Mice were anesthetized and intratracheally or intranasally administered with the indicated doses of 1V270 dispersed in 50 μl PBS, which forms small (100-150 nm) liposomal particles. The same solution without the drug was used as a vehicle control. Preliminary experiments with vital dye showed that both intranasal and intratracheal delivery methods led to pulmonary dispersal of the drug solution. Six, 24, 48, and 72 h after administration, mice were sacrificed and the sera, BAL fluids, and lungs were collected as described previously [18]. Cytokine levels in the BAL fluids and sera were determined by Luminex bead assays (Life Technologies). Total BAL cell numbers were determined using a Guava personal cytometer (EMD Millipore, Billerica, Mass., USA). Differential cell counts were morphologically determined after Wright-Giemsa staining. Lungs were fixed, embedded, sectioned, and stained with hematoxylin-eosin by the UCSD Histology Shared Resource.

In vivo Labeling of DCs with Carboxyfluorescein Succinimidyl Ester and Flow-Cytometric Analysis

Carboxyfluorescein succinimidyl ester (CFSE) was dissolved at 25 mM in DMSO and subsequently diluted to 8 mM in PBS. CFSE (50 μl i.n.) was administered to anesthetized mice as previously described [21]. Four to 5 h after the CFSE treatment, mice were intratracheally treated with 1V270, as indicated above; 18 h after drug administration, mice were sacrificed and the cervical, mediastinal, mesenteric, and inguinal lymph nodes were collected. Lymph node cells were stained for CD11c or B220 to identify DCs and B lymphocytes, respectively. The CFSE-positive cells in the CD11c+ population and the B220+ population were enumerated using a FACSCanto flow cytometer (BD Bioscience, San Jose, Calif., USA) and analyzed using FlowJo software (Tree Star, Ashland, Oreg., USA).

Efficacy Evaluation of 1V270 in Infectious Challenge Models

Three infection models were used to evaluate the immunoprotective efficacy of pulmonary 1V270 treatment. The viral infection models, utilizing H1N1 influenza and VEE virus, were performed at the Institute for Antiviral Research (Utah State University). The studies using B. anthracis were performed at UCSD.

(1) Anthrax Model. Live spores from the Sterne strain of B. anthracis (pXO1+pXO2-) were prepared as previously described [19,22]. A/J mice were given 1 nmol 1V270 i.n. or vehicle at 2-week intervals by the intranasal route for three times. Four weeks after the last dose, mice were infected intranasally with 4 × 106 CFU of live, heat-activated spores, and survival was monitored daily for 30 days. In separate experiments, A/J mice were treated with 1V270 (1 nmol) with or without irradiated B. anthracis spores (5 × 107/mouse) on days 0, 14, and 28, and BAL fluids were collected on day 35. Irradiated spores were prepared as described previously [23]. Total serum IgA was measured with an ELISA kit (Bethyl Laboratories, Inc., Montgomery, Tex., USA).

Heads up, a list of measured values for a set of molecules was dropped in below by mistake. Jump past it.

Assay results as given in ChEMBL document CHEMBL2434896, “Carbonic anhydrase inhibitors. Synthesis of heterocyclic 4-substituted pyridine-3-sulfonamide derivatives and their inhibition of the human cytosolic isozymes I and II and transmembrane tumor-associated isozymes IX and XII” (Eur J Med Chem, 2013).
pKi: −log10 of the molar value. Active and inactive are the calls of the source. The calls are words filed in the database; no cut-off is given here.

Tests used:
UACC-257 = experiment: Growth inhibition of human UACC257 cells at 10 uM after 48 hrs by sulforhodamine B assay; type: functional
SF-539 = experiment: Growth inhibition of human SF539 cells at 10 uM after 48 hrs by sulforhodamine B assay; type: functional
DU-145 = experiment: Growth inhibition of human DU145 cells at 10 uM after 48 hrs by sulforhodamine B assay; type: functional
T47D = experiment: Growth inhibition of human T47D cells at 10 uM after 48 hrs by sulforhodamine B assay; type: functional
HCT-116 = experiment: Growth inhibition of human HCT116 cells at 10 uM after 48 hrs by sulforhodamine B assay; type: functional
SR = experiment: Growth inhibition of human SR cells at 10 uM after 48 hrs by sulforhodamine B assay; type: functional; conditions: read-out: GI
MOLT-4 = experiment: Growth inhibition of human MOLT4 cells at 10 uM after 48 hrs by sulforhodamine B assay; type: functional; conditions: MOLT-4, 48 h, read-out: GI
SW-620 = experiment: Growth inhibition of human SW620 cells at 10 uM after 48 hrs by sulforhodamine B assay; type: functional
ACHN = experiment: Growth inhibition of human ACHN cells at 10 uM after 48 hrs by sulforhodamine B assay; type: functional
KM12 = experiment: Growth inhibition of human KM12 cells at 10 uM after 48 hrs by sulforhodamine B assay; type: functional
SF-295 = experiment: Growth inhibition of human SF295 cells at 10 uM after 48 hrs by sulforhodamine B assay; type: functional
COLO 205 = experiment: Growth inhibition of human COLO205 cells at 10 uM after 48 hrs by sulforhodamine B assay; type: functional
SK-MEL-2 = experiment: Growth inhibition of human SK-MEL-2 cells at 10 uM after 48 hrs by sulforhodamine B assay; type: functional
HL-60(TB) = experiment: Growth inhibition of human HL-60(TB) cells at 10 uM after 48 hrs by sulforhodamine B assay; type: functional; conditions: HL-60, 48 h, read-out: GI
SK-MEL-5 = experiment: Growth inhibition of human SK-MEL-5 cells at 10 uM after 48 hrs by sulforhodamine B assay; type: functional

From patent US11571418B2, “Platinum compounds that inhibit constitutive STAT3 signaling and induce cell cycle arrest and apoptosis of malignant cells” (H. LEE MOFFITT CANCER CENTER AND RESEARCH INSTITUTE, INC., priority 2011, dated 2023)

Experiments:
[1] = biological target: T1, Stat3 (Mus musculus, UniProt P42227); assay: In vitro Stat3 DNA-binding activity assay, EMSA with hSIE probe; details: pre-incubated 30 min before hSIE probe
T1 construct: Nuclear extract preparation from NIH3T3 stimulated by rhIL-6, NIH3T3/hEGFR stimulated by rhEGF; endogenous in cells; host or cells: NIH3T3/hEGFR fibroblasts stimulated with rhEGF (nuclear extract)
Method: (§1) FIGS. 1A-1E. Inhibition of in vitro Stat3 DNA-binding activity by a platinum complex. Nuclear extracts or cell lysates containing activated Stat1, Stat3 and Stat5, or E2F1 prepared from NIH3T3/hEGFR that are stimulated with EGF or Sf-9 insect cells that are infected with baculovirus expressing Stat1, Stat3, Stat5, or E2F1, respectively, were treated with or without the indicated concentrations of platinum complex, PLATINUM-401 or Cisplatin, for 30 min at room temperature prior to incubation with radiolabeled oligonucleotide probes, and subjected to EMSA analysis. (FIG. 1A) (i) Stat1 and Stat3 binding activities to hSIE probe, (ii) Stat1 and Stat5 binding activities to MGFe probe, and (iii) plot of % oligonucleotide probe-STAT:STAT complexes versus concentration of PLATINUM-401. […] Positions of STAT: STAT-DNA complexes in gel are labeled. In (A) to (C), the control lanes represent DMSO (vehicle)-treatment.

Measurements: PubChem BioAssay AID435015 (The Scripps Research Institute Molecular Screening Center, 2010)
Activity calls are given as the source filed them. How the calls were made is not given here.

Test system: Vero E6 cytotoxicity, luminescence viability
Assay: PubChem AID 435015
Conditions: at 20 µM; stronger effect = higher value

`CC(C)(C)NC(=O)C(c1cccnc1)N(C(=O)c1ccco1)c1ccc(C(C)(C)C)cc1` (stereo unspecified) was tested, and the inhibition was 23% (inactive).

(2) VEE Model. Female BALB/c mice were treated with 1 nmol 1V270 i.n. in 20 μl saline on days -3 and -1 under anesthesia (ketamine/xylazine, 50/5 mg/kg i.p.). The Trinidad donkey strain of VEE virus (strain NR-332) was obtained from BEI Resources (Manassas, Va., USA) and prepared in Vero cells as previously described [24]. On day 0, VEE 0.1 ml of a 50% cell culture infectious dose (CCID50)/ml was injected subcutaneously to each mouse as previously described [25,26].

(3) Influenza Model. Female BALB/c mice were treated with 1 nmol 1V270 i.n. in 20 μl saline on days -3 and -1 under anesthesia (ketamine/xylazine, 50/5 mg/kg i.p.). Mouse-adapted influenza A/California/04/2009 (H1N1) was kindly provided by Dr. Elena Govorkova (St. Jude Children's Research Hospital, Memphis, Tenn., USA) [26]. On day 0, 90 μl of a 104 CCID50/mouse of influenza was administered intranasally to anesthetized mice [24].

Statistics

Data are presented as means ± SEM or SD, as indicated. Student's t test was used to compare two groups. One-way ANOVA or the Mantel-Cox log-rank test was used for multiple group comparisons. Kaplan-Meier survival curves and log-rank (Mantel-Cox) tests were performed for survival studies. GraphPad Prism software (version 5.0b; GraphPad, San Diego, Calif., USA) was used for analysis. A value of p < 0.05 was considered to be statistically significant.

Pulmonary Administration of 1V270 Activates Local Innate Immune Responses without Induction of Systemic Immune Responses

To characterize innate immune responses induced by pulmonary administration of 1V270, cytokines and chemokines in BAL fluids were monitored for up to 72 h after drug delivery. Interleukin (IL)-6, monocyte chemoattractant protein-1 (MCP-1), keratinocyte chemo-attractant (KC), and interferon (IFN)-γ-induced protein 10 (IP-10) were measured in BAL fluids (fig. 1). IP-10 was used as a surrogate marker of type 1 IFN induction [27]. IL-6, MCP-1, and KC significantly increased in the drug-treated animals by 6 h (fig. 1a-c). IP-10 induction peaked at 24 h and declined to baseline levels by 72 h after treatment (fig. 1d).

Fig. 1

Pulmonary administration of 1V270 induces local innate immune activation. C57BL/6 mice (n = 5/group) were treated with 1 nmol 1V270 i.t. and BAL fluids were harvested 6, 24, 48, and 72 h after administration. IL-6 (a), MCP-1 (b), KC (c), and IP-10 (d) were measured in BAL fluids by Luminex beads assay. Data shown are means ± SEM. The data are representative of 2 independent experiments. * p < 0.05 vs. vehicle-treated mice by one-way ANOVA with Dunnett's post hoc testing. e C57BL/6 mice (n = 2-3/group) were intranasally inoculated with CFSE. Mice were then intrantracheally administered 1 nmol 1V270 or vehicle and mediastinal lymph nodes were collected 24 h after treatment. CFSE+CD11c+ cells were enumerated by flow cytometry. Data are means ± SD of 2 independent experiments. * p < 0.05 by Student's t test. f, g Mice (n = 4) were intranasally administered 1, 2, and 4 nmol 1V270 or vehicle control, and BAL and sera were collected 24 h after treatment. TNFα (f) and IL-6 (g) were determined in BAL fluids and sera by Luminex beads assay. * p < 0.05 vs. vehicle-treated mice by one-way ANOVA with Dunnett's post hoc testing.

Fig. 1